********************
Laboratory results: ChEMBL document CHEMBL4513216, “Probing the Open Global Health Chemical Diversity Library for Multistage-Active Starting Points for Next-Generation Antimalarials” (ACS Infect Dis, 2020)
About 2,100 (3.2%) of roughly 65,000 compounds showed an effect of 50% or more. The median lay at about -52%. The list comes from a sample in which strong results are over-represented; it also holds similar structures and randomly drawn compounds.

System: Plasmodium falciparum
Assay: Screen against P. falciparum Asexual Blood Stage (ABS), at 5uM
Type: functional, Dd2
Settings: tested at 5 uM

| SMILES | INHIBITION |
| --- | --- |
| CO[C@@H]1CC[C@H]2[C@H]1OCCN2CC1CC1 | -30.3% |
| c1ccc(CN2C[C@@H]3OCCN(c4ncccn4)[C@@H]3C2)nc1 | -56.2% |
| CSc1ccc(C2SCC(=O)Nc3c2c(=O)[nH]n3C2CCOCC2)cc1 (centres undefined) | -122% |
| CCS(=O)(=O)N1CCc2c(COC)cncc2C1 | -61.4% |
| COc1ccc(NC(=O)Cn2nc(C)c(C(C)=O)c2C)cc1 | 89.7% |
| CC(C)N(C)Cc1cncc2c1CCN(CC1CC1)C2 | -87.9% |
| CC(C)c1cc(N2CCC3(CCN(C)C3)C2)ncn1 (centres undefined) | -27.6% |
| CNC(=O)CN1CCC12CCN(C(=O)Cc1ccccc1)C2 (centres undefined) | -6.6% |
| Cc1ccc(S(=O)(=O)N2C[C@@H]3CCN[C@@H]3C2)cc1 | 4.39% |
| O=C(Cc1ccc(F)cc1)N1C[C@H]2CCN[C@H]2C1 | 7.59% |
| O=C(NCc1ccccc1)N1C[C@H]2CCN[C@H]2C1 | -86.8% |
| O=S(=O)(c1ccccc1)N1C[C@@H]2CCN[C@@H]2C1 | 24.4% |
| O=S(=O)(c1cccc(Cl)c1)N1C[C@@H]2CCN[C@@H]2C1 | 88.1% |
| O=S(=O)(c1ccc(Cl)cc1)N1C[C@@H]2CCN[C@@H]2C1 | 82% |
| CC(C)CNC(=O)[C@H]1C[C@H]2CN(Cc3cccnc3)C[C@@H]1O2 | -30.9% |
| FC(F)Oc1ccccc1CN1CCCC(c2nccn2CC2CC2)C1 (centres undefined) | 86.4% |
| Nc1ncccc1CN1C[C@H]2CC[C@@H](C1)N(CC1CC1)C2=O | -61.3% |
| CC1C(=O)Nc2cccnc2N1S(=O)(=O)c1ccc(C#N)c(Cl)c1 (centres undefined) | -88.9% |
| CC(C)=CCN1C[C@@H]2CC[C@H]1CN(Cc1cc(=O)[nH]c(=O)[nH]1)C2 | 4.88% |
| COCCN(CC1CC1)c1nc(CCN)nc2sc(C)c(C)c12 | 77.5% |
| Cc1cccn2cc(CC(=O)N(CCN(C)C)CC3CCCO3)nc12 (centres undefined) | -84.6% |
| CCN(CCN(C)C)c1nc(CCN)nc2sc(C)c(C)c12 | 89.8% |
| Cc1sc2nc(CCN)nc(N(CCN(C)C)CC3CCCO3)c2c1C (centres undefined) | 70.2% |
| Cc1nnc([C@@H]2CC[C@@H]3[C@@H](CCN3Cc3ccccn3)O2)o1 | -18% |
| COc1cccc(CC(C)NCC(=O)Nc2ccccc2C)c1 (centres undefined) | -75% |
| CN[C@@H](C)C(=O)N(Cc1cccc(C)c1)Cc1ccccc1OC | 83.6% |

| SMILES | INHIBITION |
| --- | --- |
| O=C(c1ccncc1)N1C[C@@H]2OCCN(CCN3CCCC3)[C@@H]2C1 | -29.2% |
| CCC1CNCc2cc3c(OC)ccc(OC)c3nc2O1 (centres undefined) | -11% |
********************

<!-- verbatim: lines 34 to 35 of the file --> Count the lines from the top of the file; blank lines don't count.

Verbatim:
| CN[C@@H](C)C(=O)N(Cc1cccc(C)c1)Cc1ccccc1OC | 83.6% |

| SMILES | INHIBITION |